His Chief Chef is leaving. Due to family reasons, he has decided to return to the west coast. John Doe is nonetheless adamant that he will not abandon his expansion plans. He contacts his banker friend, who suggests ChefQuant Consulting Services. While he is not too thrilled about the suggestion, considering he knows his business inside and out, he reluctantly stops by their office and meets ChefQuant to start the dialogue.  Knowing John is looking to fill the vacancy, ChefQuant invites Priya, a recent graduate at the top of her class from the local culinary school. Before the interview, ChefQuant explains to John that Priya belongs to a new generation who is not only culinary trained but is also data smart, although she lacks the experience of heading a restaurant yet. John is shocked (he was looking for a well-known Chef with at least ten years of culinary and management experience).

John returns to office and speaks to his banker friend who encourages him to take ChefQuant’s advice very seriously. Under a bit of pressure and a feeling of despair, John decides to hire Priya as his Head Chef. While Priya will be working out of the central location, she will be running the two new locations with resident Assistant Chefs and monitoring their operations via live video feeds.

Priya comes on board in a week and starts working with the departing Chef.

A week later, ChefQuant holds his first business meeting with John and Priya. Right at the outset, John makes it adamantly clear that he would not change a thing when it comes to his successful menu and even the interior décor for his new locations.  While ChefQuant did not have any specific survey data for John’s new locations, he puts forth the following citywide survey summary (median) broken down by age groups, politely emphasizing that the eastside location will primarily cater to the Gen-Y (college students) while the westside location will attract mostly Baby Boomers and Seniors 70+.

(Click on the image to enlarge)

The summary shows these two groups’ tastes and preferences are quite different from the overall medians that his central location is perhaps relying on. ChefQuant therefore emphasizes to John that the existing menu has to be meaningfully tweaked in line with the actual survey data and the resulting analyses, with the possibility of several menu items being adjusted, changed or even swapped.

John looks at Priya and wants her suggestion. She says, “Given the divergence in the data, I totally agree with ChefQuant. In fact, once the actual east and west survey data and analyses come in, I suspect they will show even more polarized results than what I see in this citywide summary, potentially prompting significant changes to our central menu. The Gen-Y’s taste for salt and sweet is noticeably higher than the overall medians, though they don’t care for bitter at all. Conversely, BBs and Seniors prefer lower salt and sugar, but are unafraid of bitter.  For example, the appetizer sampler for the west may require a swap like roasted Chinese Bitter Melon with tangy garlic sauce while the east may enjoy a salty and spicy Indian Samosas with sweet Middle Eastern date sauce.”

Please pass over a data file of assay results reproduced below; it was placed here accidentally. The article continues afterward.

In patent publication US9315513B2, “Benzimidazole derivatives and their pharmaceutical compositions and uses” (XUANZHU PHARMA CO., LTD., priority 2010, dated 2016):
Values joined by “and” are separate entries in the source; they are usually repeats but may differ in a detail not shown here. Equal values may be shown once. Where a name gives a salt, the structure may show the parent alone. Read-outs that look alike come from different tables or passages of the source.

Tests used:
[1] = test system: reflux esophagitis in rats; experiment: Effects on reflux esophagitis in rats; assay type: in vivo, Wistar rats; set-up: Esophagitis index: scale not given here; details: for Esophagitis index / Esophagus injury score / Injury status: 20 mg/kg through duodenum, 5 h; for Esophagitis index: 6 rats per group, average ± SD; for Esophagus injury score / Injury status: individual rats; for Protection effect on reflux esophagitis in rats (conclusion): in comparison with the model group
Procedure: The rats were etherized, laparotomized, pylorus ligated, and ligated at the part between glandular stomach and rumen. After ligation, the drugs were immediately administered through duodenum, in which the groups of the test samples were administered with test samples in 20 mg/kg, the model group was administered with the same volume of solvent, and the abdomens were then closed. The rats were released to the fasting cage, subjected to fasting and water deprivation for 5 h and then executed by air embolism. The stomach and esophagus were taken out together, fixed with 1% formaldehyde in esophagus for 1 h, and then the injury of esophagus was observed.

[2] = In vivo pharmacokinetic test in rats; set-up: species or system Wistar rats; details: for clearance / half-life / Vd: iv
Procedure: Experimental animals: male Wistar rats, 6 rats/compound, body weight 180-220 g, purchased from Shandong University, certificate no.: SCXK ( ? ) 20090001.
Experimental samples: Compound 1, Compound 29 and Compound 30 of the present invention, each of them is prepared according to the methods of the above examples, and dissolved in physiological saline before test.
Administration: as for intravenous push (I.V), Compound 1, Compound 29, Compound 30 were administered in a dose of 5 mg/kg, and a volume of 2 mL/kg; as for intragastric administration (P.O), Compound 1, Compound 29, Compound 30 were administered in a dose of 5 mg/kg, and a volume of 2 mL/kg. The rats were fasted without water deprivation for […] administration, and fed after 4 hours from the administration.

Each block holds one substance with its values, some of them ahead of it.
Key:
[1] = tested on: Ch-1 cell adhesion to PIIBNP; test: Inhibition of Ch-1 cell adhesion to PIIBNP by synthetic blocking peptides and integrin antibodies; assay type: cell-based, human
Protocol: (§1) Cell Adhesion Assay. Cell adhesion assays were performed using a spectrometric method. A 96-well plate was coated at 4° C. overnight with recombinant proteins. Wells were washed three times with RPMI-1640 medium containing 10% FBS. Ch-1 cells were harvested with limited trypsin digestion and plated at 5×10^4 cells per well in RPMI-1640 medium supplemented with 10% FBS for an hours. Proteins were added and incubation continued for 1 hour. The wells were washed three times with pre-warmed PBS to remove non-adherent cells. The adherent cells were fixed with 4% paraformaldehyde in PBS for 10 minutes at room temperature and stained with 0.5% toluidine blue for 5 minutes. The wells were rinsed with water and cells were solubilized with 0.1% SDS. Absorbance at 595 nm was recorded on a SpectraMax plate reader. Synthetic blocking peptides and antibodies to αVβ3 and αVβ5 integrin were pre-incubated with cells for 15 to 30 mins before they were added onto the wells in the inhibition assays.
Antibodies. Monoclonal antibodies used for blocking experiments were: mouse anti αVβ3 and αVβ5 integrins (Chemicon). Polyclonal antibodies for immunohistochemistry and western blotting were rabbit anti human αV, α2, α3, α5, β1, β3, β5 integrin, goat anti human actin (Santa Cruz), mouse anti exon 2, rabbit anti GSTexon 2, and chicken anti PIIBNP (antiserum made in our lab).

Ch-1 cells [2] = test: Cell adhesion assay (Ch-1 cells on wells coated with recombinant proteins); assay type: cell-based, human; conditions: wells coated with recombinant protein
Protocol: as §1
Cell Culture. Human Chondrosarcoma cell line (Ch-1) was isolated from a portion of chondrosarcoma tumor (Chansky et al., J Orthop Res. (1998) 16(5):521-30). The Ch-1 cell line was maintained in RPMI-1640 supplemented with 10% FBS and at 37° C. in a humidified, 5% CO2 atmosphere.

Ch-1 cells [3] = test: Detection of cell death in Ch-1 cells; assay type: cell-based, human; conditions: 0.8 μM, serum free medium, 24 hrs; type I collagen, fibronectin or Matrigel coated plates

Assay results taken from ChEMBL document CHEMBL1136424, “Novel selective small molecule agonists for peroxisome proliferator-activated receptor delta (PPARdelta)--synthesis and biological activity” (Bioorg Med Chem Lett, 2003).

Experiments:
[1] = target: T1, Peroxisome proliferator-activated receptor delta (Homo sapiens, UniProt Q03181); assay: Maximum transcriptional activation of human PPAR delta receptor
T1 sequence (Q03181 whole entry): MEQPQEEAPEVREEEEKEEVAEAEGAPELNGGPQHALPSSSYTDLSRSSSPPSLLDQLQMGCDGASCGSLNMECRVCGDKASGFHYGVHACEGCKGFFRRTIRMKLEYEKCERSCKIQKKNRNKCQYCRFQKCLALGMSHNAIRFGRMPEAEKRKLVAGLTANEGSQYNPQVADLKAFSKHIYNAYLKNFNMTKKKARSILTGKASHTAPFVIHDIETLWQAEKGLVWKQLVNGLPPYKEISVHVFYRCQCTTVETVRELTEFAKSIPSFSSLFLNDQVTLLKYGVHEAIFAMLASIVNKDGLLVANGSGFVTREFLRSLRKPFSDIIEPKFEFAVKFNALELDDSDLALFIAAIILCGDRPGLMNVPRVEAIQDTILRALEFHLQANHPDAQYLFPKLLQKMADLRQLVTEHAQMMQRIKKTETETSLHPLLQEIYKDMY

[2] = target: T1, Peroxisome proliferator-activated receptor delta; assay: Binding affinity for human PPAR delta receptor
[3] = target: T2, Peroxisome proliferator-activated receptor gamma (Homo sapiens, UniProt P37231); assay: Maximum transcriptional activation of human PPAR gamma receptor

Priya continues, “By the way, I have been tabulating the recent internal customer surveys for this location in order to understand if there is any disconnect between what we offer and what our customers are truly interested in. I am seeing certain gaps I need to gradually fill in. The culinary business is not all-art anymore. It now requires a good dose of science. For example, this simple correlations matrix tells me how to couple a main ingredient with a complementary sauce.”

John then concludes the meeting by sharing an episode from his college days, “I was a good student, majoring in business. I was so confident of myself that in the final semester I proudly signed up for a class called Applied Finance. To make the long story short, after the third class I had to drop out like a wet cat. The class was nothing but complicated math and the freaking professor was from the Math Dept. I was wondering if I’m looping back into a similar situation, again?”

They will meet in a month after ChefQuant’s marketing team collects and analyzes the targeted survey data.